• URL: http://corestandards.org/Math/Content/5/OA/A/1/
  • Statement: Use parentheses, brackets, or braces in numerical expressions, and evaluate expressions with these symbols.

Smarter Balanced Content Specification Target Example:

You'll notice that the Smarter Balanced Content Specification target is a copy of the corresponding Common Core State Standard. The CASE representation includes an "Exact Match Of" cross-reference from the content specification to the corresponding standard to show that's the case.

Smarter Balanced has published a specification for its human-readable Content Specification Identifiers. Here's the interpretation of "M.G5.C1OA.TA.5.OA.A.1":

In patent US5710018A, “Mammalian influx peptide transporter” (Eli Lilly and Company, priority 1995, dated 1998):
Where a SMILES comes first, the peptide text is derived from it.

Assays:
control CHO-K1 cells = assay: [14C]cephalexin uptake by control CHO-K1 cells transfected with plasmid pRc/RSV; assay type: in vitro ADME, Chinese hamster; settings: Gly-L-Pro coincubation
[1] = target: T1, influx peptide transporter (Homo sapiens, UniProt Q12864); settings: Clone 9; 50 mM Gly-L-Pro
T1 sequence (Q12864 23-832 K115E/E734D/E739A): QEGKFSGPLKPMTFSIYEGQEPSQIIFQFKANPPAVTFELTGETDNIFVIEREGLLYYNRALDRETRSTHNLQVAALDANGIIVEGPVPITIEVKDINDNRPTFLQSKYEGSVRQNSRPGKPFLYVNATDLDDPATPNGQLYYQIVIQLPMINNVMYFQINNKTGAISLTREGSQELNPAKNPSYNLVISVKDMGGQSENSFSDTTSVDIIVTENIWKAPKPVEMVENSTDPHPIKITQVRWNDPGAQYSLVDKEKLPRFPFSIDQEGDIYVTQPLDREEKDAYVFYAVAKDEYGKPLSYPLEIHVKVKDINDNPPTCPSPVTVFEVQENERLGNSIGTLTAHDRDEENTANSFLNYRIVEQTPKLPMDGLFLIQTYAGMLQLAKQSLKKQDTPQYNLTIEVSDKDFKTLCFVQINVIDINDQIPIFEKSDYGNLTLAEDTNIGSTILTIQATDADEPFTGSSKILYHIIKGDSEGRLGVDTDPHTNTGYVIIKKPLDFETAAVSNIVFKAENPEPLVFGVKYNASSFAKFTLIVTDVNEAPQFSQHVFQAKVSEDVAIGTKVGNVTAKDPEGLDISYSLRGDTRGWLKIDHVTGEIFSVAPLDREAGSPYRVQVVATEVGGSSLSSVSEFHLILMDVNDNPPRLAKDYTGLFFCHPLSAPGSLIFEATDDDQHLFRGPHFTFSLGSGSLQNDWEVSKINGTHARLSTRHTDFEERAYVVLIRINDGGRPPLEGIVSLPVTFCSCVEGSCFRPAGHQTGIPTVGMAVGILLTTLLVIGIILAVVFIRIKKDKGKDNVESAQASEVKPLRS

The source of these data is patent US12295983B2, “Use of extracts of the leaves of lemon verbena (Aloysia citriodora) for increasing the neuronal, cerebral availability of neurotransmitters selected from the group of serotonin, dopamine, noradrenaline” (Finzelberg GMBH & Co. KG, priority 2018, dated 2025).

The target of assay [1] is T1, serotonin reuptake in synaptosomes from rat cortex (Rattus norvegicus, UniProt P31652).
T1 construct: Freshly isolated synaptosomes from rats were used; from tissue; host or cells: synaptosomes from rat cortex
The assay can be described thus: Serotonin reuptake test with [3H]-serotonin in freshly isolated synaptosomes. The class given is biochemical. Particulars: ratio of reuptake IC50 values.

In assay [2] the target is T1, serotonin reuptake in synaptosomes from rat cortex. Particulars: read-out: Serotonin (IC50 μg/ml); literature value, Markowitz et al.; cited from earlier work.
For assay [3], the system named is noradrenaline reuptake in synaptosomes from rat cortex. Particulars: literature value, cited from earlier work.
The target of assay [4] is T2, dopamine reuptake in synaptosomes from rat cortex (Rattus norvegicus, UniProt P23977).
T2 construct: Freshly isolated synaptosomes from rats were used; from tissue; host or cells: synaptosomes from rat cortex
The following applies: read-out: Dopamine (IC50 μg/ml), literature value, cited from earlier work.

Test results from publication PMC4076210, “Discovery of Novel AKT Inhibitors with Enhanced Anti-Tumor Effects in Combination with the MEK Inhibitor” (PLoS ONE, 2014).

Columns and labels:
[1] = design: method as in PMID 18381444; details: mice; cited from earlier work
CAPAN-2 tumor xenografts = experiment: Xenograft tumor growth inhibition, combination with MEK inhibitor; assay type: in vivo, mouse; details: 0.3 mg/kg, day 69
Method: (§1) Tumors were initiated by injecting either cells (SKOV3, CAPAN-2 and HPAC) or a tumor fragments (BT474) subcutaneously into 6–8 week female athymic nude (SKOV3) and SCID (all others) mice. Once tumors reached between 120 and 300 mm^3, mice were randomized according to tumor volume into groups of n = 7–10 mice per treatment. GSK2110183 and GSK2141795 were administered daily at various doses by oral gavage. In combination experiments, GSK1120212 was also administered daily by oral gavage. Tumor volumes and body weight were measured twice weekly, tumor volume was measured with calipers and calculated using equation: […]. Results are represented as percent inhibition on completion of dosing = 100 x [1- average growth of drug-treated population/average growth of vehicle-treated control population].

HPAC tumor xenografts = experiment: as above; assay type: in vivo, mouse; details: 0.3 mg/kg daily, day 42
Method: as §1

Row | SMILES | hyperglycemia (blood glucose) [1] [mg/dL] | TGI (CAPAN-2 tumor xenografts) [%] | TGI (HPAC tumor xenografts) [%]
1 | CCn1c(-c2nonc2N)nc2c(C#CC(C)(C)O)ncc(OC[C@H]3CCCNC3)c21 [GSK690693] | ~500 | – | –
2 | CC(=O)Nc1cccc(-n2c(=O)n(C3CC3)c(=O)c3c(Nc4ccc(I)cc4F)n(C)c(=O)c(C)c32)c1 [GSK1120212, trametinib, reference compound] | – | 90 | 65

• M Math
  • G5 Grade 5
  • C1 Claim 1
  • OA Domain OA (Operations & Algebraic Thinking)
  • TA Target A
  • 5.OA.A.1 CCSS Standard 5.OA.A.1

Quality Factors

The design of any educational activity should begin with a set of learning objectives. State Standards offer a template for curricula, lesson plans, assessments, supplemental materials, games and more. At the higher education level, Colleges and Universities set learning objectives for each course that serve a similar purpose. The quality of the achievement standards will have a fundamental impact on the quality of the related learning activities.

Factors to consider when selecting or building standards or learning objectives include the following:

  • Are the competencies relevant to the discipline being taught?
  • Are the competencies parallel in construction, describing skills at a similar grain size?
  • Are the skills ordered in a natural learning progression?
  • Are related skills, such as reading and writing, taught together in a coordinated fashion?